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Free is here to stay
How I learned to stop worrying and embrace free products
As someone who helps companies price their products, I’ve always been wary when I hear things like “we’re going to give our product away and worry about monetization later.”
Monetization is, of course, critical to the long-term viability of any startup. Founders who’ve struggled to fundraise are 3x more likely than their peers to say they monetized too late and 2x more likely to say they picked the wrong business model.
Yet 2020 proved to be the year when a free offering became an essential survival strategy.
SaaS companies quickly adapted to the COVID-19 pandemic by making their products available for free or at a steep discount. But then they realized that doing so had a real and positive impact for their business.
It wasn't altruism from companies with strong balance sheets. Pluralsight said their #FreeApril campaign was "by far our most successful campaign we've ever had," bringing in 1M+ new sign-ups. Atlassian said that free is building “a big base of customers and potential customers underneath our business.” It’s making it easier for existing Atlassian customers to try a 2nd (or 3rd) product - no need to ask an admin for approval. Atlassian is able to look at active usage rates to gain confidence that paid conversion will happen in time.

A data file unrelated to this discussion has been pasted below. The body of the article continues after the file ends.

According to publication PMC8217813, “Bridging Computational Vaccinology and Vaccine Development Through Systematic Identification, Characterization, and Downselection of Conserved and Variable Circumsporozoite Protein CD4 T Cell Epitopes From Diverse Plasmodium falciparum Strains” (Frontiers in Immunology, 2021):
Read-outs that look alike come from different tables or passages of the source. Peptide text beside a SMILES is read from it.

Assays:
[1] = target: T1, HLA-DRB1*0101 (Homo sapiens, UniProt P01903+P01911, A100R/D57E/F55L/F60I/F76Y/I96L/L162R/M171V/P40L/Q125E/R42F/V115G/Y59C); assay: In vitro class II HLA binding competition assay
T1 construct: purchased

It wasn't a short-term promotion limited to the Spring. GoDaddy has slowly been expanding their freemium test and plan to open it to 100% of traffic soon. PagerDuty launched freemium in September and JFrog didn't do it until October.
It wasn't just for traditional PLG or SMB companies. Appian Corporation, which sells new deals for $100k+, introduced a free trial. They realized that more and more of a purchase process happens before a prospect ever talks to sales. The product becomes an important marketing and sales tool. Nutanix, formerly known for their hardware, launched a Test Drive to “build your clouds your way in a few clicks." They're going down the route of "zero touch self-service for prospective customers." The result: "conversion ratios have been much higher."
It wasn't just about selling to individuals. While most free offerings are tailored to the end user, the goal is to go from user > team > company as fast as possible. JFrog said they've seen "thousands of registrations choosing JFrog, starting as users and then entering the sales funnel."
Here’s why I believe that free offerings are here to stay:
End users—whether it be a developer, individual marketer, sales rep, or someone at the edge of an organization—are now the most important constituents in software buying. Though this shift has been happening over time, we saw it accelerate last year as COVID-19 brought about rapid digital transformation. End users want to jump into the product; no credit card or budget approval required.